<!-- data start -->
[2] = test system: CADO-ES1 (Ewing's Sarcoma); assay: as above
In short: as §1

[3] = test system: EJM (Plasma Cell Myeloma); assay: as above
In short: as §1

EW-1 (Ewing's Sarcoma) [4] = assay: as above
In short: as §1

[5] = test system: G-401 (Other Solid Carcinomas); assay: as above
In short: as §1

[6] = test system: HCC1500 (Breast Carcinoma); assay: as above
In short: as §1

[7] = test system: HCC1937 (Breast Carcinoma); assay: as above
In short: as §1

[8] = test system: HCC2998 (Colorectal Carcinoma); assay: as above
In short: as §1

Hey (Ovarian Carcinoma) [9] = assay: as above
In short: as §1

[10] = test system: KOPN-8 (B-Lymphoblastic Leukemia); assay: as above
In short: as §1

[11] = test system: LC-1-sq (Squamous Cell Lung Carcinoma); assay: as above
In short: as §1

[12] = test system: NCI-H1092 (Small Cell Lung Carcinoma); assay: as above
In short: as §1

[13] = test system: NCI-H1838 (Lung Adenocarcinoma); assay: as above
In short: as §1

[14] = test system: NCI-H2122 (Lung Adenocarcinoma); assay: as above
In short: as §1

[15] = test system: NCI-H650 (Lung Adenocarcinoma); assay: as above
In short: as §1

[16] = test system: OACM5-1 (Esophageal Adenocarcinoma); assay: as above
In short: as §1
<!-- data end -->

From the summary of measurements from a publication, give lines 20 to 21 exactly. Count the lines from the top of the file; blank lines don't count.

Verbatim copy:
In short: as §1

[12] = test system: NCI-H1092 (Small Cell Lung Carcinoma); assay: as above